Etymology
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polish (v.)

early 14c., polishen "make smooth or glossy" by friction or coating (of the surface of wood, stone, metal, etc.), from Old French poliss-, present participle stem of polir (12c.) "to polish, decorate, see to one's appearance," from Latin polire "to polish, make smooth; decorate, embellish;" figuratively "refine, improve," said by Watkins to be from PIE root *pel- (5) "to thrust, strike, drive," via the notion of fulling cloth, but there are other guesses.

The figurative sense of "free from coarseness, to refine" in English is recorded from mid-14c. Compare polite. Related: Polished; polishing. To polish off "finish" is by 1829 in pugilism slang, probably from the application of a coat of polish as the final step in a piece of work.

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polish (n.)

1590s, originally figurative, "absence of coarseness, elegance or style of manners," from polish (v.). From 1704 as "smoothness of surface;" 1705 as "act of polishing;" 1819 as "substance used in polishing."

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Polish (adj.)

"of or pertaining to Poland or its natives or inhabitants," 1670s, from Pole + -ish. Related: Polishness. Polish-American is attested by 1883 in the Chicago newspapers. An earlier adjective was Polonian (1580s), from the Latin form of the name.

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nail-polish (n.)

"lacquer applied to the fingernail or toenails to protect and decorate," 1881, from nail (n.) + polish (n.).

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polished (adj.)
late 14c., "made smooth;" early 15c., "elegant;" past-participle adjective from polish (v.).
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unpolished (adj.)
late 14c., from un- (1) "not" + past participle of polish (v.). In reference to style, language, etc., attested from late 15c. Less common impolished is attested from 1580s.
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polite (adj.)

late 14c., "polished, burnished" (mid-13c. as a surname), from Latin politus "refined, elegant, accomplished," literally "polished," past participle of polire "to polish, to make smooth" (see polish (v.)).

The literal sense is obsolete in English; the sense of "elegant, cultured" (of literature, arts, etc.) is from c. 1500; of persons, "refined or cultivated in speech, manner, or behavior," by 1620s. The meaning "behaving courteously, showing consideration for others" is by 1748 (implied in politely). Related: Politeness.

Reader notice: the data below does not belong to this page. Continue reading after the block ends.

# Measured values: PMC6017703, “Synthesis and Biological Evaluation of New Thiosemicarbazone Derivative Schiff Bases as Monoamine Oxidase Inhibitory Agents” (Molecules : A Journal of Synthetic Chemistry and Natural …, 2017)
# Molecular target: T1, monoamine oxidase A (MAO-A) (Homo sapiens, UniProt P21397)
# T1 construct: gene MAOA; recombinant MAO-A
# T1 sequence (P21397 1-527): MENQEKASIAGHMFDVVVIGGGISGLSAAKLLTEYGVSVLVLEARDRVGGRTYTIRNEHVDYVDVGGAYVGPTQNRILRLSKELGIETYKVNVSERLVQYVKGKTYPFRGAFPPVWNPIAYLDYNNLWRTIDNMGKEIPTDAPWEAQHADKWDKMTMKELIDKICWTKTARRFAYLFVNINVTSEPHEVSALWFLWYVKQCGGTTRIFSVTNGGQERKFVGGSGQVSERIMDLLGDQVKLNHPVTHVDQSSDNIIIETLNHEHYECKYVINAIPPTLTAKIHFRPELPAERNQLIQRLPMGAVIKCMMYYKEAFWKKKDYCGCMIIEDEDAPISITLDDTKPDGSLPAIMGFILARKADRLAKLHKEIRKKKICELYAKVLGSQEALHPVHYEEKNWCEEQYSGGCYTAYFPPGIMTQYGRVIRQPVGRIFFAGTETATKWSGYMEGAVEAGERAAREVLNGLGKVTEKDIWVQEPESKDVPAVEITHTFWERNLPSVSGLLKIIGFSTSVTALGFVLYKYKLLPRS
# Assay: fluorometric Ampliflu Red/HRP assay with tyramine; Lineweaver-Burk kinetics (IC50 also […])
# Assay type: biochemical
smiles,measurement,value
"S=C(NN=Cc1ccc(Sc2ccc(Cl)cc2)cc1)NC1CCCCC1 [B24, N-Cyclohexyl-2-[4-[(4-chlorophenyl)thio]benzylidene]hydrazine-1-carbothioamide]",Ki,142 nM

Polite applies to one who shows a polished civility, who has a higher training in ease and gracefulness of manners: politeness is a deeper, more comprehensive, more delicate, and perhaps more genuine thing than civility. Polite, though much abused, is becoming the standard word for the bearing of a refined and kind person toward others. [Century Dictionary, 1895]
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*pel- (5)
Proto-Indo-European root meaning "to thrust, strike, drive."

It forms all or part of: anvil; appeal; catapult; compel; dispel; expel; felt (n.) "unwoven fabric matted together by rolling or beating;" filter; filtrate; impel; impulse; interpellation; interpolate; peal; pelt (v.) "to strike (with something);" polish; propel; pulsate; pulsation; pulse (n.1) "a throb, a beat;" push; rappel; repeal; repel; repousse.

It is the hypothetical source of/evidence for its existence is provided by: Greek pallein "to wield, brandish, swing," pelemizein "to shake, cause to tremble;" Latin pellere "to push, drive;" Old Church Slavonic plŭstĭ.
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Polack (n.)

"Polish person," 1570s, from Polish Polak "(male) Polish person," related to Polanie "Poles," Polska "Poland," polski "Polish" (see Pole). By 1834 as a term for Polish Jews (distinguished from Litvak). In North American usage, "Polish immigrant, person of Polish descent" (1879) and in that context considered offensive in English. As an adjective from c. 1600.

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polonaise (n.)

1773, "type of woman's overdress" (a tight, open gown looped at the sides), so called from from fancied resemblance to Polish costume; 1797, as the name of a type of stately dance; from French (danse) polonaise "a Polish (dance)," fem. of polonais (adj.) "Polish," from Pologne "Poland," from Medieval Latin Polonia "Poland" (see Poland). In the culinary sense, applied to dishes supposed to be cooked in Polish style, attested from 1889.

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